What you need to know
- Google Sheets has picked up a new update that helps fix problems with your formulas.
- It detects what could be improved in your formulas and recommends a fix using context-aware corrections.
- You can disable the feature if you believe its recommendations are out of place.
Google Sheets is getting a new handy feature that will help you improve your formulas and troubleshoot problems by using context-aware corrections.
The new intelligent corrections tool is designed to detect potential flaws in your formulas and recommend solutions before they wreak havoc on your entire spreadsheet.
This feature will analyze the formulas you add to Sheets and bring up a suggestion box with a replacement for your existing formula. The suggestion box will include information on a new version that Google believes will improve your formula.
However, if you believe a suggestion is inappropriate, you have the option to accept or reject it.
Google said in a blog post (opens in new tab) that these context-aware fixes are meant to help you "write formulas faster and with higher confidence." Intelligent corrections can also fix a variety of formula errors, such as VLOOKUP errors, missing cells in range input, and locking ranges when applying formulas across cells.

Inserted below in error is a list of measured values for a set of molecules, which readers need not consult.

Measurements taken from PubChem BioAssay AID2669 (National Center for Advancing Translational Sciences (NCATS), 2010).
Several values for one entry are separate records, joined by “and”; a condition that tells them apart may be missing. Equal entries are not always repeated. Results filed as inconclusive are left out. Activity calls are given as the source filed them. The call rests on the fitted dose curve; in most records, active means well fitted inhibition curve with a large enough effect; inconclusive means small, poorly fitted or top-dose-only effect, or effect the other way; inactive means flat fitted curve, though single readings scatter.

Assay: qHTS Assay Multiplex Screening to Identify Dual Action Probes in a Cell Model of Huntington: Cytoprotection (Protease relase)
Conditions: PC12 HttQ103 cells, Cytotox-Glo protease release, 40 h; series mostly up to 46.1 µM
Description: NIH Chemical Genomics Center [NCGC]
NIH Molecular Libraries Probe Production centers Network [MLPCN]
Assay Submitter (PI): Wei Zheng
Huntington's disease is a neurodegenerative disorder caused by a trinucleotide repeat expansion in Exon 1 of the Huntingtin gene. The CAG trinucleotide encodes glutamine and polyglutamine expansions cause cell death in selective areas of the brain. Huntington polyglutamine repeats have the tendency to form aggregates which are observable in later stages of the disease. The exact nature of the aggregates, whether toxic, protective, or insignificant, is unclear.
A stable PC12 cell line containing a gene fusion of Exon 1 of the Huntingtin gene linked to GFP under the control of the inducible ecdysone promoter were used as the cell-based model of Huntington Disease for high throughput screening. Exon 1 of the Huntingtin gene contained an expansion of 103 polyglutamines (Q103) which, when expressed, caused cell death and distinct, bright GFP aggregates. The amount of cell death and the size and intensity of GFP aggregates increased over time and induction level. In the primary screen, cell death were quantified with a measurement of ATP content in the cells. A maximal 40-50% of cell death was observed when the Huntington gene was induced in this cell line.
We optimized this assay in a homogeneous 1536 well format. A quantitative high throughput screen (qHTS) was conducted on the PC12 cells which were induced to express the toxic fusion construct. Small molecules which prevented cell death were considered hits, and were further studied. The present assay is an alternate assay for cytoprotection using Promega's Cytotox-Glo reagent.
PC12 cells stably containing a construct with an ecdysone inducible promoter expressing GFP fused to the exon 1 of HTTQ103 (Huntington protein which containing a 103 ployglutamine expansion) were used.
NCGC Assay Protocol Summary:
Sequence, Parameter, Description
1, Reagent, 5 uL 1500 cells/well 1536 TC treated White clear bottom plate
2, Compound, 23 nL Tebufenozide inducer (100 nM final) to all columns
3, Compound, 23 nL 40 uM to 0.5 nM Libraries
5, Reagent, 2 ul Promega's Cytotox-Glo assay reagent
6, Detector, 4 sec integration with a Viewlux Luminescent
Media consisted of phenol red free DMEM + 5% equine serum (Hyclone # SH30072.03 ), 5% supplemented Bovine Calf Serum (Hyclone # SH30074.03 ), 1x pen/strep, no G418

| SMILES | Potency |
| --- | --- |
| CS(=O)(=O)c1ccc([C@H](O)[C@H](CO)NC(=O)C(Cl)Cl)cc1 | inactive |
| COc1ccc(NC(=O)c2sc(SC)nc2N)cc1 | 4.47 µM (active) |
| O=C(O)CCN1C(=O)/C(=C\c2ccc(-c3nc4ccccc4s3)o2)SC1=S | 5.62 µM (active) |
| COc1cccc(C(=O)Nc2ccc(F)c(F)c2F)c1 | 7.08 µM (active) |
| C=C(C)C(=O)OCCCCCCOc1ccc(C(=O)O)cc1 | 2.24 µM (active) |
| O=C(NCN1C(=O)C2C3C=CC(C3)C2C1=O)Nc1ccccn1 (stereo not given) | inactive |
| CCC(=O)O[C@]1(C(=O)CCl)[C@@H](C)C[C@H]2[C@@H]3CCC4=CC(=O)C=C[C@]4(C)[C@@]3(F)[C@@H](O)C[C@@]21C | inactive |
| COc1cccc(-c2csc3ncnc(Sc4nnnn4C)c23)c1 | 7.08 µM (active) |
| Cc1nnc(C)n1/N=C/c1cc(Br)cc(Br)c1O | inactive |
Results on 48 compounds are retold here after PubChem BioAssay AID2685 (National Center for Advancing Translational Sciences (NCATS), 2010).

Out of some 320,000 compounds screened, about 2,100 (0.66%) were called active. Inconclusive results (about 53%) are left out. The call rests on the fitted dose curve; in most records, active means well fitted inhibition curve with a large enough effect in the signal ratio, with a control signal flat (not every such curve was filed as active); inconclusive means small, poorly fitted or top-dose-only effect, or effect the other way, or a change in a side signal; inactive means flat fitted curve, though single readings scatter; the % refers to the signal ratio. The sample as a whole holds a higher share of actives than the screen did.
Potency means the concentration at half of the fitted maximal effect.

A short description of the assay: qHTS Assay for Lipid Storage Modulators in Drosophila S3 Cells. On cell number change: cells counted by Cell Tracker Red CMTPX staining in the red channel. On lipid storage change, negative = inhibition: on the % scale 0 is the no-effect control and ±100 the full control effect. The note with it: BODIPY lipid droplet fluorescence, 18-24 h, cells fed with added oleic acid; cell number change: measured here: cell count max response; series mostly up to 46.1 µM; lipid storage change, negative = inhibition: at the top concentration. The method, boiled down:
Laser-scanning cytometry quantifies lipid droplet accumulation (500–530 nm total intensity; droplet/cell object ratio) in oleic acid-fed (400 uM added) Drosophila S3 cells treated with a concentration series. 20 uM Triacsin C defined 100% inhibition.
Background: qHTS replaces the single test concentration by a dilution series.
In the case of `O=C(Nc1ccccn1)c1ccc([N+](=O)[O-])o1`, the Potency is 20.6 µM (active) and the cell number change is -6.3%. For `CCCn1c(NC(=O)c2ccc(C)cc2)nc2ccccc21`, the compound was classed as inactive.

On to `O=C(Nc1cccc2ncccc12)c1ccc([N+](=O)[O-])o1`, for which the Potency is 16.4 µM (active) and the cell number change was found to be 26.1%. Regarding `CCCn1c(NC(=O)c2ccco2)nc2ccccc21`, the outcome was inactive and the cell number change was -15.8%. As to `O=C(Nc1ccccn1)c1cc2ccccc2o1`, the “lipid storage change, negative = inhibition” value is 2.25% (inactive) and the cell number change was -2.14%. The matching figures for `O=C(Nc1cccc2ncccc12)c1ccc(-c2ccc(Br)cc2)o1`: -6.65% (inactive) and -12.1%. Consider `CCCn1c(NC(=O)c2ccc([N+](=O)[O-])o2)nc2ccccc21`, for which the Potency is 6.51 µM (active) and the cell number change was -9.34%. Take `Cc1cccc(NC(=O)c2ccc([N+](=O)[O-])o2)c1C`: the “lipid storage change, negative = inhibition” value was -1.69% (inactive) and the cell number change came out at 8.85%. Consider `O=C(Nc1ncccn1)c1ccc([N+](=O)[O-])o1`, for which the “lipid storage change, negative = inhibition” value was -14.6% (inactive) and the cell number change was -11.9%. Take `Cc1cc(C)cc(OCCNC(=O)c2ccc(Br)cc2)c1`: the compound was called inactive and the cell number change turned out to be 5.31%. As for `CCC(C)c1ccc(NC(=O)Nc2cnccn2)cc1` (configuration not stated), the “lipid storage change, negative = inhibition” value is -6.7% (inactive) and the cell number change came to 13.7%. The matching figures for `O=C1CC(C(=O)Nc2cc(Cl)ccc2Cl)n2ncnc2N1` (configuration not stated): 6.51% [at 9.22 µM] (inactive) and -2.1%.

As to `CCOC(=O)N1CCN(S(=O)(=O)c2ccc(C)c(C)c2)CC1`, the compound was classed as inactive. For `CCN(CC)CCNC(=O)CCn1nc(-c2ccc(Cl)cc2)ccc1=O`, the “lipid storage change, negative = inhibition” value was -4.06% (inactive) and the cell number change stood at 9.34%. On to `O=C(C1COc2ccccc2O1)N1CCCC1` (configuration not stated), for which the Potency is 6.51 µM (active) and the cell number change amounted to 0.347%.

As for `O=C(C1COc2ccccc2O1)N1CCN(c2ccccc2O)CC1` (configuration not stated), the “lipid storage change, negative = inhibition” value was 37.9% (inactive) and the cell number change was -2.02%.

It's available to all Google Workspace (opens in new tab) customers, G Suite Basic and Business users, and personal Google account owners.
The new tool is turned on by default and there's no admin control for it. However, you can disable it by navigating to Tools > Enable formula corrections or from the three-dot menu of the suggestion dialog box.
It works in tandem with Sheets' auto-suggestions for formulas, which were introduced last year to make it easier for users to crunch spreadsheet numbers.
Google is currently in the process of rolling out the feature, but it could be a few weeks before it is available to everyone.
Jay Bonggolto always keeps a nose for news. He is a tech journalist based in the Philippines who has been writing about consumer tech for the past six years and has been using various Android phones since falling in love with Jelly Bean. When he's not writing, he likes to spend time outside, stealing scenes with his phone camera.
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